We have two things going on at once. One is that BP’s Dudley wholly misunderstood Russia’s apportionment of power (That’s not a categorical black mark, because so did Sechin.). In this video, the Financial Times’ perspicacious John Authers and Vincent Boland say that the Rosneft fiasco is as bad for BP as was last year’s Gulf of Mexico oil spill. Dudley had perceived a company saver, but instead derived yet another symbol of BP’s executive mismanagement. Now, not only does BP seem unlikely to capture prize Arctic acreage, but Dudley has seriously annoyed his Russian partners in the TNK-BP partnership, which comprises a full quarter of BP’s total global reserves.

BP cannot afford to jeopardize the partnership. It is very simple. Unless Dudley gets his Russian affairs under control by a Thursday deadline, both BP and he — emphasis on the latter — are in real trouble. Chris Weafer, the uber-analyst at UralSib Bank, expects a deal to be cut, if not voluntarily by the principals in the deal, then by force — that’s how important the stakes are."There will be a lot more pressure applied this week," Weafer wrote in a briefing he emailed me, "and if no agreement is reached by Thursday, then [there will be] direct intervention by the state." But if these steps still don’t work, among the dangers, some say, is that again BP risks a hostile takeover. This piece from the Daily Telegraph in London suggests that former BP CEO Tony Hayward may lose his current position as a board member at TNK-BP. But the biggest news right now is that Dudley could lose his job. So poor has his judgment and execution been. Read on for the Russian political angle.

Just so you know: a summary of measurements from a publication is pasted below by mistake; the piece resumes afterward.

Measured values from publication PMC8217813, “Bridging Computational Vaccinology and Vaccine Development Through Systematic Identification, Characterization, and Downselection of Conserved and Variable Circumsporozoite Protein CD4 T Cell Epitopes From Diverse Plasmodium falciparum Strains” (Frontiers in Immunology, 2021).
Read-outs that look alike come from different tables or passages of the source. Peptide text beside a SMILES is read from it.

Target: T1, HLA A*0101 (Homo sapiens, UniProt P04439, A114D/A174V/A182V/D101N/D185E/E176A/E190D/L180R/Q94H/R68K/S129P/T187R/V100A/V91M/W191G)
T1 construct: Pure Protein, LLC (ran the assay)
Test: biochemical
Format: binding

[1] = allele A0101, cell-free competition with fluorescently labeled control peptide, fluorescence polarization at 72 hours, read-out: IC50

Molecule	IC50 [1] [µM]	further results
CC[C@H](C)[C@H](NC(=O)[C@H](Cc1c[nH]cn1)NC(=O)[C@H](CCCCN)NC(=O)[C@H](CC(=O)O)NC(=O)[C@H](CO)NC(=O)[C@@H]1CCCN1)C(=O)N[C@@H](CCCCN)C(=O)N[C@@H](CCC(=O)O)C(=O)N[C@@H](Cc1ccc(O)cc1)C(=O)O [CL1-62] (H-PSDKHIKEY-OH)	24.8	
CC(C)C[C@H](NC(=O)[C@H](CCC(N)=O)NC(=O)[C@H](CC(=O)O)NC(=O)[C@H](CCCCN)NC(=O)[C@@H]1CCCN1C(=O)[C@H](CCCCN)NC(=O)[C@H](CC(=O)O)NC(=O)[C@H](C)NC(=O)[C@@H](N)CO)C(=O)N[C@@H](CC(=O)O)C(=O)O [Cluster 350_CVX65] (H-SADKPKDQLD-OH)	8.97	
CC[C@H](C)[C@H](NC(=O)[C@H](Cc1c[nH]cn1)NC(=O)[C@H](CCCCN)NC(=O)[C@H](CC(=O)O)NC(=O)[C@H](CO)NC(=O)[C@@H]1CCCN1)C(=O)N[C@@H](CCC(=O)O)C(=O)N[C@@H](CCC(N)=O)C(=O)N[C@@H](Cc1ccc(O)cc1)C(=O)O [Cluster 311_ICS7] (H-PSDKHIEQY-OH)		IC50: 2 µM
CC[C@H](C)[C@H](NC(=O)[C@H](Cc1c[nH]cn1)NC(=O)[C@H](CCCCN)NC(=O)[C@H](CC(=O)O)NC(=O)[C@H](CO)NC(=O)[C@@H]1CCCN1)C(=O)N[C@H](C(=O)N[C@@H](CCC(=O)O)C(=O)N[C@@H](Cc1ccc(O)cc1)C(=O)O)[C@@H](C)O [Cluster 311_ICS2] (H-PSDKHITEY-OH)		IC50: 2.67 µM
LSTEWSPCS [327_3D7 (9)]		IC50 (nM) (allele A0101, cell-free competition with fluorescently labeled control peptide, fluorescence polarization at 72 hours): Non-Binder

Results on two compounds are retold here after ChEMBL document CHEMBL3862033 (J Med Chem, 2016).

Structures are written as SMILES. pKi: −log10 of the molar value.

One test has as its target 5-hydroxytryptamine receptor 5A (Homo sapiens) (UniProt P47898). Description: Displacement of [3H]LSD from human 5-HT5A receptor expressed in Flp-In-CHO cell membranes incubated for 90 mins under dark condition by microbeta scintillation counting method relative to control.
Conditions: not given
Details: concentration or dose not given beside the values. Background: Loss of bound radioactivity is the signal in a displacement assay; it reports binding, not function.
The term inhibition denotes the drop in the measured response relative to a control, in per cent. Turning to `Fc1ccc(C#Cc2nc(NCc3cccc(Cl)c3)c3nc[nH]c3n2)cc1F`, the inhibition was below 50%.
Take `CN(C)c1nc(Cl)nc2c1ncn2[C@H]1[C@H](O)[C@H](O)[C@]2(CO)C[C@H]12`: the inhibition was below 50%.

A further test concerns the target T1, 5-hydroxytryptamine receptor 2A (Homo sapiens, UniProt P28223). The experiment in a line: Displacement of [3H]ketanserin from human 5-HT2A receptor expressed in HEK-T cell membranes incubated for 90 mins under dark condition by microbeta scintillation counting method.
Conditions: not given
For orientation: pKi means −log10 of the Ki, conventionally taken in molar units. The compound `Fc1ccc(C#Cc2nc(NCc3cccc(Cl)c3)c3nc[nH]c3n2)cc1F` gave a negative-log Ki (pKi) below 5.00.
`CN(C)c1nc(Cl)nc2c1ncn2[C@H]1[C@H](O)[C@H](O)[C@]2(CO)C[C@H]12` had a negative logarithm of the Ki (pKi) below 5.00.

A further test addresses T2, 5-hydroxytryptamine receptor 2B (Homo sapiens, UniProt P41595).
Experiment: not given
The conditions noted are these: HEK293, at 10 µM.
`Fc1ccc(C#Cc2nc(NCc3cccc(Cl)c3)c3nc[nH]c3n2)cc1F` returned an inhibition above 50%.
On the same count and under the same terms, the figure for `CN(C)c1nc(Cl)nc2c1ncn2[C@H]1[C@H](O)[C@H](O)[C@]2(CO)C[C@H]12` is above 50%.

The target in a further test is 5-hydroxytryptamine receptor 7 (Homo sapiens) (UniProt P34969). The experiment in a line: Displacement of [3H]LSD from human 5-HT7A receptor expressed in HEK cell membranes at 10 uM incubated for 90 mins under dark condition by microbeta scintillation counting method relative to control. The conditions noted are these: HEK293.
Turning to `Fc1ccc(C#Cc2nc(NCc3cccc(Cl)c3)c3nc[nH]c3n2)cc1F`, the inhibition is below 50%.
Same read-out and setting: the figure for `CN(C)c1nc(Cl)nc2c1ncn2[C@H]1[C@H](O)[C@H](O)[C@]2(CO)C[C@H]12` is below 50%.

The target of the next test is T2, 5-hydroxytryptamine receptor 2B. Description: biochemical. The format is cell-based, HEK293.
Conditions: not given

The second thing going on is Russian politics. In my ownview, Medvedev’s dispatch of Sechin is not a show of force, but one of respect — self-respect by Medvedev, and a demonstration of plain-old respect from Putin.